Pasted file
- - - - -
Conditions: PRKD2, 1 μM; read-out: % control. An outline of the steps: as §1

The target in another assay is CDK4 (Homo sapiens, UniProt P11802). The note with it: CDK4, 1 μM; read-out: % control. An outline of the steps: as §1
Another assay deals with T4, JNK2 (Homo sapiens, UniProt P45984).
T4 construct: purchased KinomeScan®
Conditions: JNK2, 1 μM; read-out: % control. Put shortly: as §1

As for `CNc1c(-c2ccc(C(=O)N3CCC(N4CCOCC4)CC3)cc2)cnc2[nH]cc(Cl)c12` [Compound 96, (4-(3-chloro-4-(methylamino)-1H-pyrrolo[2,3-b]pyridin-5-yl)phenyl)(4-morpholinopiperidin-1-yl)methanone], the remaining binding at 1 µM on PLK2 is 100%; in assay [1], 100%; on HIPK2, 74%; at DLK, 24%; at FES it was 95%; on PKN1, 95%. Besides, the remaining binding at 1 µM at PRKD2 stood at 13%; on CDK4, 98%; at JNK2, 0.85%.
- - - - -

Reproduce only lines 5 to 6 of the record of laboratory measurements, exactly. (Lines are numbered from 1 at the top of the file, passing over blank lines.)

Conditions: JNK2, 1 μM; read-out: % control. Put shortly: as §1

As for `CNc1c(-c2ccc(C(=O)N3CCC(N4CCOCC4)CC3)cc2)cnc2[nH]cc(Cl)c12` [Compound 96, (4-(3-chloro-4-(methylamino)-1H-pyrrolo[2,3-b]pyridin-5-yl)phenyl)(4-morpholinopiperidin-1-yl)methanone], the remaining binding at 1 µM on PLK2 is 100%; in assay [1], 100%; on HIPK2, 74%; at DLK, 24%; at FES it was 95%; on PKN1, 95%. Besides, the remaining binding at 1 µM at PRKD2 stood at 13%; on CDK4, 98%; at JNK2, 0.85%.